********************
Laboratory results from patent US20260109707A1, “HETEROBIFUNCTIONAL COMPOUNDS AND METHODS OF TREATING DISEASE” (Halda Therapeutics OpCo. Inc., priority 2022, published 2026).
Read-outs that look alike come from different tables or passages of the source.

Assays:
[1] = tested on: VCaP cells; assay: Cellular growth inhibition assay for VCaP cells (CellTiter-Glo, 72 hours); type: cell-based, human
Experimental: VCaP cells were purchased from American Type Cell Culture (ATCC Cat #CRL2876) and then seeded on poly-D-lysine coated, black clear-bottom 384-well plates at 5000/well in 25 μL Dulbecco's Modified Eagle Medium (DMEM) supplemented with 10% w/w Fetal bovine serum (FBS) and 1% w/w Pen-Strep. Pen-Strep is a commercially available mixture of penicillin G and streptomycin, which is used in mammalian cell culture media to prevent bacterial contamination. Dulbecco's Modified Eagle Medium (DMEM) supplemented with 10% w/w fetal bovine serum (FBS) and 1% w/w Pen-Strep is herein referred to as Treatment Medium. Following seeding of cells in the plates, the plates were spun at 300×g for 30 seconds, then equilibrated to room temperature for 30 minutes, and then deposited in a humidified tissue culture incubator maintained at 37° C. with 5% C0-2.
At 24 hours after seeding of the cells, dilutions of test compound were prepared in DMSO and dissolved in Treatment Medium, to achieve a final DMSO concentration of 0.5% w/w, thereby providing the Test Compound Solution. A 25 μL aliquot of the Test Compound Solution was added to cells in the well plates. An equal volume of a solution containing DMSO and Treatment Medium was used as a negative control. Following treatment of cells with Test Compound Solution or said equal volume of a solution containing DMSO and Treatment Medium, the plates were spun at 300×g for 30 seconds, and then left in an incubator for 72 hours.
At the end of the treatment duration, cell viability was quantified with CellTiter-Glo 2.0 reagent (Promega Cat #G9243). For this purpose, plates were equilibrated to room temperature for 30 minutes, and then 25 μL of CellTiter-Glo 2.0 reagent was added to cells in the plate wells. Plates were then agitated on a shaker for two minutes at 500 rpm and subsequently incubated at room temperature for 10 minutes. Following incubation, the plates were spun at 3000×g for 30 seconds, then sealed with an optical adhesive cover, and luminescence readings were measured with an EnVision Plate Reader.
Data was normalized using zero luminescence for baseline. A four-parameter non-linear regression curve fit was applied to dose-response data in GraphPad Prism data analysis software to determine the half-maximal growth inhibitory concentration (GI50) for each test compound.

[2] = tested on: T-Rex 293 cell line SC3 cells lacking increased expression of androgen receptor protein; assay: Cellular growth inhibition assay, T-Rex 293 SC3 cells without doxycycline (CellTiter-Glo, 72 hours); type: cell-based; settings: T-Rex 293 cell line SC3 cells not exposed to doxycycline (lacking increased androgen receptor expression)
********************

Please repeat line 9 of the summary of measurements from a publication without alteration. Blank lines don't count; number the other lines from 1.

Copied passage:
[2] = tested on: T-Rex 293 cell line SC3 cells lacking increased expression of androgen receptor protein; assay: Cellular growth inhibition assay, T-Rex 293 SC3 cells without doxycycline (CellTiter-Glo, 72 hours); type: cell-based; settings: T-Rex 293 cell line SC3 cells not exposed to doxycycline (lacking increased androgen receptor expression)